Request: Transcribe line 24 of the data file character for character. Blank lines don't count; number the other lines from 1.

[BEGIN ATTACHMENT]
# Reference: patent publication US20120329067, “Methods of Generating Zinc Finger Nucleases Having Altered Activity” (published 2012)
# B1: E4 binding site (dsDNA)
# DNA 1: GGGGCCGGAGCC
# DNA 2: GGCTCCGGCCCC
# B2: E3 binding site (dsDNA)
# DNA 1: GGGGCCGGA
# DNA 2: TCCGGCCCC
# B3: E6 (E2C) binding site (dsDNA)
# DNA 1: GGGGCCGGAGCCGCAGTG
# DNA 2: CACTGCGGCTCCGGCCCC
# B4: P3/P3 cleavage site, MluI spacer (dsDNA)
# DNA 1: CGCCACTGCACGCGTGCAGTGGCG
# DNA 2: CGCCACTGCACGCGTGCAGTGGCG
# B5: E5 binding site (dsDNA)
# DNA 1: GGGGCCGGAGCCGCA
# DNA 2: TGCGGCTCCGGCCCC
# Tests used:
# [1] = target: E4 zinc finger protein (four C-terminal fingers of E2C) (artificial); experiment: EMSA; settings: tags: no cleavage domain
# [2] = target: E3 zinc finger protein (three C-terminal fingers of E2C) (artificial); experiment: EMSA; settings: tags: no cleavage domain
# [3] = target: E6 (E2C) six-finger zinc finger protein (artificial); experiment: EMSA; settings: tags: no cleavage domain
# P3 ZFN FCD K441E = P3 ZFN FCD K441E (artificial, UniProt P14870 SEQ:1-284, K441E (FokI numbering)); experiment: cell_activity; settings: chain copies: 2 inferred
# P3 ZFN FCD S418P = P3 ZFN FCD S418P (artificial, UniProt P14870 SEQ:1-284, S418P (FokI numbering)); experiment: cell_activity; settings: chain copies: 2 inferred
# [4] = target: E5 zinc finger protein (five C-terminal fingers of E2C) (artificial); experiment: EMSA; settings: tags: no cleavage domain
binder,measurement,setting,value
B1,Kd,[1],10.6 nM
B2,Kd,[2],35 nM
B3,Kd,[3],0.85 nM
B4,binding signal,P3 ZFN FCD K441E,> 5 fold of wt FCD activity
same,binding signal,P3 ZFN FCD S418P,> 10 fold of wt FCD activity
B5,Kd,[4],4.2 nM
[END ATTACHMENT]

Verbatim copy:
binder,measurement,setting,value